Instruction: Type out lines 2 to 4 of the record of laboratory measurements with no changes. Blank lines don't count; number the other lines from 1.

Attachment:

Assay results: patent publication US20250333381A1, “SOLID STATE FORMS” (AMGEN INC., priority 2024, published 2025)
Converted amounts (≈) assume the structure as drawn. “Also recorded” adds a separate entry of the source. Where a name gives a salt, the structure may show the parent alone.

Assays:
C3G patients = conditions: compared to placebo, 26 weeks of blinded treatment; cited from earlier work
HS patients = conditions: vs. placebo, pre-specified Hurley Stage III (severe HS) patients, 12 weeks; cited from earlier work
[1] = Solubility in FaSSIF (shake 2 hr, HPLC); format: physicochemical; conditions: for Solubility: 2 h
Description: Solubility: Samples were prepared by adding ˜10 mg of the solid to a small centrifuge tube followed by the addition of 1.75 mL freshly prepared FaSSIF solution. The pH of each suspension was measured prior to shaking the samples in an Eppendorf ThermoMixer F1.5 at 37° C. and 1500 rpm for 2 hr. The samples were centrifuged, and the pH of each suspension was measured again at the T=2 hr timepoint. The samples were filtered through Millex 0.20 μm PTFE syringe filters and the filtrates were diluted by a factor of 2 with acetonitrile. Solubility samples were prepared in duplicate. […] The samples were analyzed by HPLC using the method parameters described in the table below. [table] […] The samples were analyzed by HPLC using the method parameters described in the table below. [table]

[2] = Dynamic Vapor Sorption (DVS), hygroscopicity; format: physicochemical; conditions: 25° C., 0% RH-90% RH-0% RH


Converted amounts (≈) assume the structure as drawn. “Also recorded” adds a separate entry of the source. Where a name gives a salt, the structure may show the parent alone.

Assays:
C3G patients = conditions: compared to placebo, 26 weeks of blinded treatment; cited from earlier work